The afternoon walk took us first along an oxbow lake that was once the main channel of the Luangwa river. We found groups of bachelor hippos in the pockets of water that hadn’t yet disappeared. Our presence startled one of them, and he came charging up the bank and trotted swiftly away. It is startling to see how fast this guy moved!
Catherine got a still sequence of the hippo running, but I’ve chosen instead to show you a video from Johan Vermeulen of a hippo chase he caught a few years ago in South Luangwa National Park that gives you a better idea of how swift and dangerous a motivated hippo can be!
Leaving the oxbow behind, we turned and wove our way in and out of thickets along the high bank of the Luangwa river. We would disappear into trees and dense growth, only to pop out again in a clearing on the riverbank — like windows looking out onto the great river.
We met Isaac and the Range Rover a little way down the Luangwa for sundowners. The clouds had broken up a bit, enough to give us some sunset color reflected on the water . . . a lovely end to our day with cocktails and wine, the sounds of hippos calling, and the gradual fading of light. Braston regaled us with one of his many tales, which proved to rival Kipling’s Just So Stories.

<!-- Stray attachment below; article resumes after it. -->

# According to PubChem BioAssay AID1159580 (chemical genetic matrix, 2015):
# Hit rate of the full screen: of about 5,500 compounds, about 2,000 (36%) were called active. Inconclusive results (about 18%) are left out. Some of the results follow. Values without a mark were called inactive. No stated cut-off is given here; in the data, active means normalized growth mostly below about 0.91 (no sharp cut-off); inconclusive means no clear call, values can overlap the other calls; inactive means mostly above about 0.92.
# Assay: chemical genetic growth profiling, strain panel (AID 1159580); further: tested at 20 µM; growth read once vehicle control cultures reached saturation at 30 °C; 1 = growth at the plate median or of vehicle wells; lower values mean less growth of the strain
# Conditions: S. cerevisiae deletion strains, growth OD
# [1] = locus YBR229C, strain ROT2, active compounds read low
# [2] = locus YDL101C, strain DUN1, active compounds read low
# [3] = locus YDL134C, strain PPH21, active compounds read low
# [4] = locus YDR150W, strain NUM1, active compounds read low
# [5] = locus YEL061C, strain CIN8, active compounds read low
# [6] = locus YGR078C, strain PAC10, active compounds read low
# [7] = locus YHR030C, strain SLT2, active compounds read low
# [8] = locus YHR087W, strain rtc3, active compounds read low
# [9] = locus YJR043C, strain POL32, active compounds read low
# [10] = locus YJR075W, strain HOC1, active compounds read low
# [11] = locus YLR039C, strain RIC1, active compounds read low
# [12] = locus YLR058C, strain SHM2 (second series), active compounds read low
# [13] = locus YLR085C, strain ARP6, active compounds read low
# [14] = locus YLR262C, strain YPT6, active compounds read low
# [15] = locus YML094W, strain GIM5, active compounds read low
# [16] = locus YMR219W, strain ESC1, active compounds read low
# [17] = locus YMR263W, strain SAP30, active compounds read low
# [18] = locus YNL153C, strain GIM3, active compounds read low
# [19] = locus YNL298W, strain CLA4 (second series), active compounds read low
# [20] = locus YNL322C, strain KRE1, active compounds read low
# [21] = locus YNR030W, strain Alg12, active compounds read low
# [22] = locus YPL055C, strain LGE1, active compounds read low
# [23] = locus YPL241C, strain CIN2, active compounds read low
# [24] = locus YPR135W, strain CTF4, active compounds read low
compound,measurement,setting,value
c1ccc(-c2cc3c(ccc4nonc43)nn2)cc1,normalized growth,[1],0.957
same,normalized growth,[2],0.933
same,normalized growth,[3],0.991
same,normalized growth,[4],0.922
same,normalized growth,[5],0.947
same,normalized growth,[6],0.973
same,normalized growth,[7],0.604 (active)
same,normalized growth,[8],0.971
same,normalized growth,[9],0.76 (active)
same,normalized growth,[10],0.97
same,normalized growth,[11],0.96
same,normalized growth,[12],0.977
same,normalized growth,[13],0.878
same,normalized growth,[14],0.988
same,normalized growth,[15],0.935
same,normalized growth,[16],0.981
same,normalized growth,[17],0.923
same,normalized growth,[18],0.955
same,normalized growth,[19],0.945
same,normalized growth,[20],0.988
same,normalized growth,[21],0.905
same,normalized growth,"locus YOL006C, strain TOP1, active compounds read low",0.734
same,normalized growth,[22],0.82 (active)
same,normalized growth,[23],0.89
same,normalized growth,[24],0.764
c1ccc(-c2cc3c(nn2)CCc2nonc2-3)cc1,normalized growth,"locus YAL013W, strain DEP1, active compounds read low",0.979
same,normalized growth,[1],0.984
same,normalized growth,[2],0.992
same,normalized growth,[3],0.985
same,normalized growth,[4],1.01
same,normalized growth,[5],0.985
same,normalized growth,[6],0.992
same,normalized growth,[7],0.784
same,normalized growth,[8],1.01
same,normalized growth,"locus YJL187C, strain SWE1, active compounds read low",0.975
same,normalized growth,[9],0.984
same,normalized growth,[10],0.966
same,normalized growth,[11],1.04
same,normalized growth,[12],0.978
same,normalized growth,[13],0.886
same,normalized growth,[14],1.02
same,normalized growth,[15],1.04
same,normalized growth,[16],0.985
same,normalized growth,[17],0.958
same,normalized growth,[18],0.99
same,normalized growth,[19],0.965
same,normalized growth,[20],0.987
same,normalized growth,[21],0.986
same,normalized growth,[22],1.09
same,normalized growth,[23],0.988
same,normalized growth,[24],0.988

Braston’s Story of How the Hippo Came to Live in the River
Once upon a time, hippos were covered in long fur and lived on the savannahs of Africa eating grass.
One day, there was a terrible fire. The hippos ran like the wind to escape, but they were caught. Before they could get away, the fire burned away all of their beautiful fur. They ran to the great river and were saved, but without their fur, their skin was delicate, and the fierce African sun scorched them painfully. They decided they would live in the river.
The crocodiles were displeased, and came to hippos saying, “Look, good animals, this will not work. We are happy that you were saved, but there are FAR to many of you, and you are very large. The food on the river — well, there just isn’t enough. We cannot have you eating our meat . . . we will ALL starve!”
And the hippos said, “No, crocodiles you are wrong. You see, we are vegetarians, and we only eat grass and plants. We can make this work — at night we will go ashore and feed, while the sun is down and our skins will not burn.”
The crocodiles eyed the hippos warily, not trusting that they wouldn’t eat all of their food. So the hippos said, “We have an idea, so that you will know we are telling the truth — whenever we go ashore, we will spread out our poo, and that way you can see that all we are eating is plants.”
And to this day, all hippos go ashore to graze, and they spread their poo along their hippo highways.
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Walking Safari, Day One:
We walked single-file out of the Camp Tena Tena just after dawn on a Sunday morning. There were six of us. In the lead, Chris carried the rifle, followed by Braston our guide. I came next, then my daughter, Catherine, my sister Carolyn, and finally Bishod, guide in training.
To walk the savannah, down, up and over empty oxbow lakes, and then step into the cool shade of a grove of ebony — it’s like that. You feel Africa close. [excerpt]